I know I recently came out as a crime writer – and I love crime fiction! One of my absolute favourite authors is John Sandford.
That said, I think my first love is creative non-fiction. In fact, I love it – eep! – even more than fiction, because of its basis in real-life events and facts. If you check out my list of great reads, you’ll see the majority are non-fiction.
When I started writing my first book at 14, it was a novel. But when I got ‘serious’ about writing, at age 26, I only considered writing creative non-fiction.
And while I write both fiction and non-fiction (my first book combines both), my fiction writing always begins with research into true events. So my love for non-fiction is really at the core of everything I do, artisitcally.
My favourite creative non-fiction authors include Malcolm Gladwell, David Sedaris, Bill Bryson, Tamim Ansary, Elizabeth Gilbert, Helen Garner and Samantha Irby. Even my favourite book by novelist Douglas Coupland is his biography of media theorist Marshall McLuhan.
So I feel especially lucky to get to teach Online: Creative Non-fiction, a six-week course with Writing NSW, starting 31 October.
Whether you’re writing essays or working on a memoir or other book-length project – or you’re hoping to but don’t quite know where to start – this course is for you.
I’ve just finished designing the course, and had a lot of fun putting it together. Each of the six weekly lessons includes instruction and advice on that week’s topic, essays and/or book extracts to analyse, discussion questions and generative writing prompts. Weeks 1 to 5 each include a writing assignment with a short peer feedback component.
Week 1. Delving into creative non-fiction
Week 2. Balancing scene, summary and reflective narration
Week 3. Writing the self and others
Week 4. Drawing on research
Week 5. Exploring form and voice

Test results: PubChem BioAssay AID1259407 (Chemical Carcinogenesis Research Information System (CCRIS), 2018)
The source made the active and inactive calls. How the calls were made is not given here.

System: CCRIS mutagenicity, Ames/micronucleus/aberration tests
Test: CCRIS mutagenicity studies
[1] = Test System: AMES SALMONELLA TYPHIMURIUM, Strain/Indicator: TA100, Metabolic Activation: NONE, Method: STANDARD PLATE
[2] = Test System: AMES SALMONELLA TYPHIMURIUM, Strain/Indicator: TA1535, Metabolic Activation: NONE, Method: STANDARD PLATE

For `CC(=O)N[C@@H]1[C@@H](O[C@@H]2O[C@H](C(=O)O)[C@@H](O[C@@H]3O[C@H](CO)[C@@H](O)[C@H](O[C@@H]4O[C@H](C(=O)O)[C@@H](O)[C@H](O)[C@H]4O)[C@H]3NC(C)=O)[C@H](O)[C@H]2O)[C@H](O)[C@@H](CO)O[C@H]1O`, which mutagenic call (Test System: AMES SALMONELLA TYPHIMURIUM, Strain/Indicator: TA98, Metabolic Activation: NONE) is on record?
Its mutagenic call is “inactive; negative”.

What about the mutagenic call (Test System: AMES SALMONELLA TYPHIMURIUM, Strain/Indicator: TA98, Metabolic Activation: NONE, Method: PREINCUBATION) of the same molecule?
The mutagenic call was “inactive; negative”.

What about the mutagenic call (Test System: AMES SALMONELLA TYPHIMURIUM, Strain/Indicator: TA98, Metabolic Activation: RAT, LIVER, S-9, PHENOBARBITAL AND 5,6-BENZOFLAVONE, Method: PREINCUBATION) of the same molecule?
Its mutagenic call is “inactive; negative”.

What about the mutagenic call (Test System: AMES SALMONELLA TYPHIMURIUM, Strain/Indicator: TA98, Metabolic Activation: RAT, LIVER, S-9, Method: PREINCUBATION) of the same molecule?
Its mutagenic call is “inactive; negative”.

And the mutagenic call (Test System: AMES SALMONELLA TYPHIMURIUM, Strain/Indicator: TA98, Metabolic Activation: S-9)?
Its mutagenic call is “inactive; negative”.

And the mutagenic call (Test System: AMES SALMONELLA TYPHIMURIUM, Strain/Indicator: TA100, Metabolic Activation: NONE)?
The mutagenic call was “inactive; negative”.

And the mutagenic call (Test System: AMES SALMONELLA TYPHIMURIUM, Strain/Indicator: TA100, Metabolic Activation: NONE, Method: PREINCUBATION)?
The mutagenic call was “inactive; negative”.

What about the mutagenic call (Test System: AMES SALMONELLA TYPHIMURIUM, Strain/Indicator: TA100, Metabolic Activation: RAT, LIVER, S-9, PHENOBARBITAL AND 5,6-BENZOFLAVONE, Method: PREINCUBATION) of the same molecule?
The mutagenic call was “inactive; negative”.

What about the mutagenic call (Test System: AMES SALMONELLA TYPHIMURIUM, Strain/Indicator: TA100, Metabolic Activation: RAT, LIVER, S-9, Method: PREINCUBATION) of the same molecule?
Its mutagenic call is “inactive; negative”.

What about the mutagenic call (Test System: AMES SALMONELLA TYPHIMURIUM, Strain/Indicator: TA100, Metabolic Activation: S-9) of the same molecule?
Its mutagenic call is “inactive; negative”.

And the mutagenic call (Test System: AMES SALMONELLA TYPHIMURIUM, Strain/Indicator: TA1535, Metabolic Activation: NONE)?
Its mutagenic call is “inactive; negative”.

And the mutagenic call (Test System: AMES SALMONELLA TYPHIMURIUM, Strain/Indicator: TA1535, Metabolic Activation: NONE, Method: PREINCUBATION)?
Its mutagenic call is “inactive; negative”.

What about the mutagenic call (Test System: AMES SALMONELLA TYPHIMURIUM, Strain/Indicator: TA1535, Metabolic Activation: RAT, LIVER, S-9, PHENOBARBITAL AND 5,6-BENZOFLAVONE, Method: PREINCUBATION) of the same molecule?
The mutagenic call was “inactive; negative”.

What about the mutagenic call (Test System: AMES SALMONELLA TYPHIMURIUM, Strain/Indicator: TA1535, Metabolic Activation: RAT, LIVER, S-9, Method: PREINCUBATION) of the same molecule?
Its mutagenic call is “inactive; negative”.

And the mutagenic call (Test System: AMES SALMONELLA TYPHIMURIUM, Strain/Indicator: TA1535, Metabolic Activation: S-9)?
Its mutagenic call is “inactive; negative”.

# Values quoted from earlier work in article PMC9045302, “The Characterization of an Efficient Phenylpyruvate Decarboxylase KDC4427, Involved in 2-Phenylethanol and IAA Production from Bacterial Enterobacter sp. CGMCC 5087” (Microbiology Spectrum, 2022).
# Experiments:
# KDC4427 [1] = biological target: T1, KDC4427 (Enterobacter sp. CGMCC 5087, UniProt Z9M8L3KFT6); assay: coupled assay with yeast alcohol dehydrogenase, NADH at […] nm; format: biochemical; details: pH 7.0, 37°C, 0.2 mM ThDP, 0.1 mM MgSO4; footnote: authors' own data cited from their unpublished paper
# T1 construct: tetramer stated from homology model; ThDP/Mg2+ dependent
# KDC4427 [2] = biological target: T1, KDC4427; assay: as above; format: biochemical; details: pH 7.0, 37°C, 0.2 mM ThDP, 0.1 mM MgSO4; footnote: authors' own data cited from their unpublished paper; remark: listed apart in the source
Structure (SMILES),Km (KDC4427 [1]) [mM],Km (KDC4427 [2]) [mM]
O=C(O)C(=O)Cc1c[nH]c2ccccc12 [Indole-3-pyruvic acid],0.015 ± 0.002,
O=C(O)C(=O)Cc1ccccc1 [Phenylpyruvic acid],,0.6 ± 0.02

Week 6. Getting published
This course is entirely online, with no Zoom or scheduled meetups, which means you can enrol from anywhere in the world. The course is designed to work with your existing writing practice, or to help you develop one.
Throughout the course, we’re going to read a wide variety of essays and extracts from many of the authors mentioned here, as well as two of the godfathers of creative non-fiction, Lee Gutkind and Dinty Moore.
At the same time, we’ll consider work from award-winning emerging writers, to help you benchmark your developing skills. I think it’s important to read this sort of variety when we’re learning. It can be hard to look at, say, Helen Garner’s work and think ‘how would I improve that?’ It’s a lot easier to do this with emerging authors, whose work provides a pathway between where we are now, and what we might want to achieve.
We’re also going to learn about the fallibility of memory from Malcolm Gladwell, and consider advice from Anwen Crawford, Kate Holden, Sisonke Msimang, Lee Kofman and Ruth Ozeki. We’ll unpack ten aspects of the elusive concept of ‘voice’, and explore a variety of narrative forms.
We’ll also discuss a key question many emerging memoir writers face: What happens when you write about a family memory who really doesn’t want to be written about?
Along the way, I’ll be sharing behind-the-scenes insights and tips from my own writing journey – because a few years ago, I was enrolling in Writing NSW courses and writing, revising and submitting work with the hope of building a career as a creative non-fiction author.
In turn, I’m excited to learn about your writing and help you toward achieving your goals.
Online: Creative Non-fiction runs from 31 October to 9 December 2022. Find out more and enrol at Writing NSW.